Historically Speaking

Historically, technology has been known to advance at rates that keep pace with the needs of consumers and businesses at the same time. If you look deeply at the last twenty years, the explosion of growth in internet access and mobile technology has totally changed how things used to get done. Back in the 80’s, I remember 13175576-largehaving a console television, three television channels, and no access to cable. As the needs of the consumer expanded, cable companies began moving into remote areas and in the mid 90’s, our area finally had access to all of the, hmmm, wonderful? programming that was available in the more urban settings. This is how things used to evolve. What drives the daily expansion of technology today?


In the 9-1-1 Industry, any time during the 1990’s was a time of innovation. The need to receive location data from the caller was important and before long, it became the norm. Next came cell phone technology and the need to track locations via the handset to provide services that meet the expectations of the user. Today, the technology is advancing so rapidly, most in the industry can’t keep track. The 9-1-1 industry is no longer setting the standard, it’s along for the ride. CAD companies, telephony developers, and mapping software designers are building the next generation of tech that will drive the future, at least for the time being. Included in this rapid advancement is the expectation of text to 9-1-1, but what else is creeping. Systems are being designed to receive video calls, image transfers, and who knows, direct emergency contact from social media may not be far behind.

I don’t oppose any advancements, but I do question who is deciding to set the expectations? Are we at a point where we need video to 9-1-1? Can we effectively train personnel to answer social media contact? Where will the industry draw a line and say we are effective and all expectations cannot be met, no matter how far the tech moves forward, mainly due to the involvement of human operators?

It’s time for the industry to take a breath, develop a strategic plan for the future, and go back to guiding the technology companies, not letting them guide us.

Disclaimer: The content of this blog and any opinions, observations, or ideas are mine and not associated in any way with my employer, The Reedy Creek Improvement District.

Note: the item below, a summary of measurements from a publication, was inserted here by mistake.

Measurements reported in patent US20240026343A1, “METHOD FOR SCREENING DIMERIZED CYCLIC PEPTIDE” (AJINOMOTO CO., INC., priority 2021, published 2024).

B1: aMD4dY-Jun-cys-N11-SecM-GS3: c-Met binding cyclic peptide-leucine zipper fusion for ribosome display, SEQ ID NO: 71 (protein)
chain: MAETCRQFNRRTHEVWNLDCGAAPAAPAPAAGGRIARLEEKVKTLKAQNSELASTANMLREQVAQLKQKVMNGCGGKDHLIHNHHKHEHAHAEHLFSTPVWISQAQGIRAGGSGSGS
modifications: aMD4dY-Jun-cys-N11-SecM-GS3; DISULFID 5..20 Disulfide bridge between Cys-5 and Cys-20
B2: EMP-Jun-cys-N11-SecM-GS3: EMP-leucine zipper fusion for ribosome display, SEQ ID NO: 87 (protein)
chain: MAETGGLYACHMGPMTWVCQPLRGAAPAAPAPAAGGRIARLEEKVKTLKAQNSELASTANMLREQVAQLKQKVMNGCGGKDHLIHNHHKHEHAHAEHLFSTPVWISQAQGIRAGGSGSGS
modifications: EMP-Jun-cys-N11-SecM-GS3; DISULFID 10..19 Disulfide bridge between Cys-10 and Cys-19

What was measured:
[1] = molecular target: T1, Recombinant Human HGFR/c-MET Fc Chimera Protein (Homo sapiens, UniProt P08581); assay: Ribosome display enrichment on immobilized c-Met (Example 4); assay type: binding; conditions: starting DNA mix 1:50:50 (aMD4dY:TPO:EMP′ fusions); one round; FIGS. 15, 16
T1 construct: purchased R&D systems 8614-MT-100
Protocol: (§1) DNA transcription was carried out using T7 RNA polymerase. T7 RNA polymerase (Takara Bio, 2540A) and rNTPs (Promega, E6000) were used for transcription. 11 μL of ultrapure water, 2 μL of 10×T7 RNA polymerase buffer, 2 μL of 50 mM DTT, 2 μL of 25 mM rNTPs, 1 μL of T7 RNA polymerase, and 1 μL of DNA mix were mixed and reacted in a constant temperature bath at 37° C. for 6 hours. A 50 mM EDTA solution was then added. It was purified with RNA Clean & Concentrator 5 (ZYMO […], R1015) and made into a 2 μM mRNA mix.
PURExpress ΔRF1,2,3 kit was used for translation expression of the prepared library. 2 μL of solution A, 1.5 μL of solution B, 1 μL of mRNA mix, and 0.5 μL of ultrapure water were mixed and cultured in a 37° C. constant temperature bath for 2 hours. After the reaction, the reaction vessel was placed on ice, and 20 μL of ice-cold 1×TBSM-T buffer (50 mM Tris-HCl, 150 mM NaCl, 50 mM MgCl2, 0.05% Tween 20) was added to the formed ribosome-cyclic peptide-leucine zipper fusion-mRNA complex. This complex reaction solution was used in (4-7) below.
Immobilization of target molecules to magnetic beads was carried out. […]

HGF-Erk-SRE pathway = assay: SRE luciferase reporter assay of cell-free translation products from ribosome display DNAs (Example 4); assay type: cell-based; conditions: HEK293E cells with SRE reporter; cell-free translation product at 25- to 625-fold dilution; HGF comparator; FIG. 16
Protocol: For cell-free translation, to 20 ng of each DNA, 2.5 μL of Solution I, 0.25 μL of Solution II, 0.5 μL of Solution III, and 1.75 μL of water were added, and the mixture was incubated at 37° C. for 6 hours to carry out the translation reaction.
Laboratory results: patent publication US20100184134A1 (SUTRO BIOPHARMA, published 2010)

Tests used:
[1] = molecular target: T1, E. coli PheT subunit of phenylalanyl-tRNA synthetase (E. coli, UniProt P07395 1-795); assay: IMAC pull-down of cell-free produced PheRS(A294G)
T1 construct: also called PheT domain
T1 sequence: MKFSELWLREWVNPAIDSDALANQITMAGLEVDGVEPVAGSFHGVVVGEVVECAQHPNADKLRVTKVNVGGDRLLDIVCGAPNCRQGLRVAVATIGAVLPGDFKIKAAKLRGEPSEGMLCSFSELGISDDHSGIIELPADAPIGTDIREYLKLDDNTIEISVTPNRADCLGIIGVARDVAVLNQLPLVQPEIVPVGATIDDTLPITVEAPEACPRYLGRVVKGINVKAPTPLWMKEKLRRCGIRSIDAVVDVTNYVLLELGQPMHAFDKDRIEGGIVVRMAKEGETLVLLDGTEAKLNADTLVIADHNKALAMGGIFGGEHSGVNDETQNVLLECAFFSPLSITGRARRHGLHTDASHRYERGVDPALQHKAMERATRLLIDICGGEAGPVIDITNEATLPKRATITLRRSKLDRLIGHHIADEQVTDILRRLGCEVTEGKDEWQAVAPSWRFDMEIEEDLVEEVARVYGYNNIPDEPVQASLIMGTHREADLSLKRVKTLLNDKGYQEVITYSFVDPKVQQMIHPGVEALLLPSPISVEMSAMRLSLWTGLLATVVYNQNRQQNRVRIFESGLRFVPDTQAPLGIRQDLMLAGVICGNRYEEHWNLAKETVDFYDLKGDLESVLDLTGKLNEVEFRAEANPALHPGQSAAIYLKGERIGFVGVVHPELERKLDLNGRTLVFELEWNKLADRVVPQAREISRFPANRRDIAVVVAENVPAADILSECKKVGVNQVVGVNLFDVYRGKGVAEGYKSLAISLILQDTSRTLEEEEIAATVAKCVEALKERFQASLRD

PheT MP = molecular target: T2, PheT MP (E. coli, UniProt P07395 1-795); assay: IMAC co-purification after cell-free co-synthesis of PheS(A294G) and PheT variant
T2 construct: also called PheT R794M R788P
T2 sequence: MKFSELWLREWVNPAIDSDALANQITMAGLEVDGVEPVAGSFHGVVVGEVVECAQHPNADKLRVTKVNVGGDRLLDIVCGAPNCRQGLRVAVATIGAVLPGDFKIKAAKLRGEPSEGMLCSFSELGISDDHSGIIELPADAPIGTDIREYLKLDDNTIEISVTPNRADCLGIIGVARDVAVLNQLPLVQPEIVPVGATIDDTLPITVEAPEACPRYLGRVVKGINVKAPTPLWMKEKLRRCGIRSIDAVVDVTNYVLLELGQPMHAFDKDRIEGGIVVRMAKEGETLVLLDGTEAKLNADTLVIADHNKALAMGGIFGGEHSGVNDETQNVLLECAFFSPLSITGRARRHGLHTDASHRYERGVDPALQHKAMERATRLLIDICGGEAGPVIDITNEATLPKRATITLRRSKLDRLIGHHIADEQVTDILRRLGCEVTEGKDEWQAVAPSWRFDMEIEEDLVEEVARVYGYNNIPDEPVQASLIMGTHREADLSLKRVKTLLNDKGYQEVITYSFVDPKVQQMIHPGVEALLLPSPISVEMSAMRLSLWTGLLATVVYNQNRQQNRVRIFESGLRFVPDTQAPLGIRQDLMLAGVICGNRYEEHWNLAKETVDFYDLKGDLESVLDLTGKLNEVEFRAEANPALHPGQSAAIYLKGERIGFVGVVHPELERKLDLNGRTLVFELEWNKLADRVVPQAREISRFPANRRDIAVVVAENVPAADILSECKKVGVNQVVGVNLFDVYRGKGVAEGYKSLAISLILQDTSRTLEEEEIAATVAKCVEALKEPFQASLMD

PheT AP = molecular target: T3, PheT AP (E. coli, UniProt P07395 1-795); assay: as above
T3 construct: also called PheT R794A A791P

Google Glass and Public Safety, a Good Fit?

Interesting article about Google Glass and it’s possible use in Public Safety. Is it adding a layer of protection or causing interference with someone doing their job?

GoogleGlass_wiki (1)

I like to think it has potential as a tool, if used properly, to assist emergency workers on the way to, and on scene of an incident.


Click on the picture of the guy with the nifty Google Glass to read the article





Disclaimer: The content of this blog and any opinions, observations, or ideas are mine and not associated in any way with my employer, The Reedy Creek Improvement District.

Social Media for Public Safety Tip #3

How many hands can actually fit into one cookie jar?

I don’t know the answer to that question, though I do know that even one hand can break up all the cookies.

How many people can run your social media program for your public safety agency?


That may be easier to answer than the cookie jar, but it’s still not a perfect science. You have to start by asking how often you are going to interact with your followers and how quickly you want posts or comments responded to.

For some agencies, one person can handle all aspects of the social media program. With clear information that the page is not used for emergency communication and that the page isn’t monitored 24/7, one person working 40 hours per week can handle the content creation and page management for a small to mid size agency. The perfect scenario would be for this person to be involved in public information or media relations, that way they understand the limitations of content and the importance of a consistent message.